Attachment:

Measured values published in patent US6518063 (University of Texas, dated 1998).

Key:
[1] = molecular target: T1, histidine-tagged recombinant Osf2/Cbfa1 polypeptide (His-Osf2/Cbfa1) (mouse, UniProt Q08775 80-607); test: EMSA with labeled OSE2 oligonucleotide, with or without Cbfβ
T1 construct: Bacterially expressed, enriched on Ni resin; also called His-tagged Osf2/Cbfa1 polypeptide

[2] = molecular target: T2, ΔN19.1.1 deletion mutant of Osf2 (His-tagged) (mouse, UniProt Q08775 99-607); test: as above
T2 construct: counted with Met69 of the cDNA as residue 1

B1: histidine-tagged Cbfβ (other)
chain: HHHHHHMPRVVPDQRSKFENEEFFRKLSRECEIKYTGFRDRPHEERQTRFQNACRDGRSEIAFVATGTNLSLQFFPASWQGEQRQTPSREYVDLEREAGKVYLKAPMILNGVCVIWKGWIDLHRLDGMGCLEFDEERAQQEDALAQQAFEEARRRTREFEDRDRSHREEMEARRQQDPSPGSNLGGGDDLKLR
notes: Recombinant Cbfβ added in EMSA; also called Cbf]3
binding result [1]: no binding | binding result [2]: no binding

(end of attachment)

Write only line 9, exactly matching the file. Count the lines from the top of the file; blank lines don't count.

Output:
notes: Recombinant Cbfβ added in EMSA; also called Cbf]3